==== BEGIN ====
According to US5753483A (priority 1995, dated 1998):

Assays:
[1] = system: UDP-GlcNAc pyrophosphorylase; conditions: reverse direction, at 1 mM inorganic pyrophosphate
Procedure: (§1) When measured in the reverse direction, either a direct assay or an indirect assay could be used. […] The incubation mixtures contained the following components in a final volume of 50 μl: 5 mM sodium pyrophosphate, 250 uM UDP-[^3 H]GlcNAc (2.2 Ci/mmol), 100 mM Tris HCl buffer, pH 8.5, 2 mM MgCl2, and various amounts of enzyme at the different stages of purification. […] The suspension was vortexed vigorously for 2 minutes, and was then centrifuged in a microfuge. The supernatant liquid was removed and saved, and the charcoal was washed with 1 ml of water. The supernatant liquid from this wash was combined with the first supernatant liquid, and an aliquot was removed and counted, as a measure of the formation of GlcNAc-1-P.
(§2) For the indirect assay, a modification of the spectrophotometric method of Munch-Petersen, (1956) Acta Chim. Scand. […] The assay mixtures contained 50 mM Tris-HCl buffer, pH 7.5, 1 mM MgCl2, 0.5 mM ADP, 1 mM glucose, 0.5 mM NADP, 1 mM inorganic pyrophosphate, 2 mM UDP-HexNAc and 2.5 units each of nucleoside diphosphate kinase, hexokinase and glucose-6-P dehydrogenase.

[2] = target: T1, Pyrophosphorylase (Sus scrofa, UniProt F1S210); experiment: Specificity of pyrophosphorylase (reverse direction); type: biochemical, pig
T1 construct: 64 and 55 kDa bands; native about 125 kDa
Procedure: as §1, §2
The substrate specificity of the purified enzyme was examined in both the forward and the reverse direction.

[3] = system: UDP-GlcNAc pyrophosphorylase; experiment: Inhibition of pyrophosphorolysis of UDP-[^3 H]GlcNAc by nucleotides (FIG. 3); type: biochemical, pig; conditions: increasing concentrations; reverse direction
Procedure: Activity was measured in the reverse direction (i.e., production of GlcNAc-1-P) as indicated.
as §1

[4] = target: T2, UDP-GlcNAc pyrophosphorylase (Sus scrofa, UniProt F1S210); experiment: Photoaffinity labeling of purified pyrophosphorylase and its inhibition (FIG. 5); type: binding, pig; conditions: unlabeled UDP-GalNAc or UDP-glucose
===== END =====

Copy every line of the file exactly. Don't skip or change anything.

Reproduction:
According to US5753483A (priority 1995, dated 1998):

Assays:
[1] = system: UDP-GlcNAc pyrophosphorylase; conditions: reverse direction, at 1 mM inorganic pyrophosphate
Procedure: (§1) When measured in the reverse direction, either a direct assay or an indirect assay could be used. […] The incubation mixtures contained the following components in a final volume of 50 μl: 5 mM sodium pyrophosphate, 250 uM UDP-[^3 H]GlcNAc (2.2 Ci/mmol), 100 mM Tris HCl buffer, pH 8.5, 2 mM MgCl2, and various amounts of enzyme at the different stages of purification. […] The suspension was vortexed vigorously for 2 minutes, and was then centrifuged in a microfuge. The supernatant liquid was removed and saved, and the charcoal was washed with 1 ml of water. The supernatant liquid from this wash was combined with the first supernatant liquid, and an aliquot was removed and counted, as a measure of the formation of GlcNAc-1-P.
(§2) For the indirect assay, a modification of the spectrophotometric method of Munch-Petersen, (1956) Acta Chim. Scand. […] The assay mixtures contained 50 mM Tris-HCl buffer, pH 7.5, 1 mM MgCl2, 0.5 mM ADP, 1 mM glucose, 0.5 mM NADP, 1 mM inorganic pyrophosphate, 2 mM UDP-HexNAc and 2.5 units each of nucleoside diphosphate kinase, hexokinase and glucose-6-P dehydrogenase.

[2] = target: T1, Pyrophosphorylase (Sus scrofa, UniProt F1S210); experiment: Specificity of pyrophosphorylase (reverse direction); type: biochemical, pig
T1 construct: 64 and 55 kDa bands; native about 125 kDa
Procedure: as §1, §2
The substrate specificity of the purified enzyme was examined in both the forward and the reverse direction.

[3] = system: UDP-GlcNAc pyrophosphorylase; experiment: Inhibition of pyrophosphorolysis of UDP-[^3 H]GlcNAc by nucleotides (FIG. 3); type: biochemical, pig; conditions: increasing concentrations; reverse direction
Procedure: Activity was measured in the reverse direction (i.e., production of GlcNAc-1-P) as indicated.
as §1

[4] = target: T2, UDP-GlcNAc pyrophosphorylase (Sus scrofa, UniProt F1S210); experiment: Photoaffinity labeling of purified pyrophosphorylase and its inhibition (FIG. 5); type: binding, pig; conditions: unlabeled UDP-GalNAc or UDP-glucose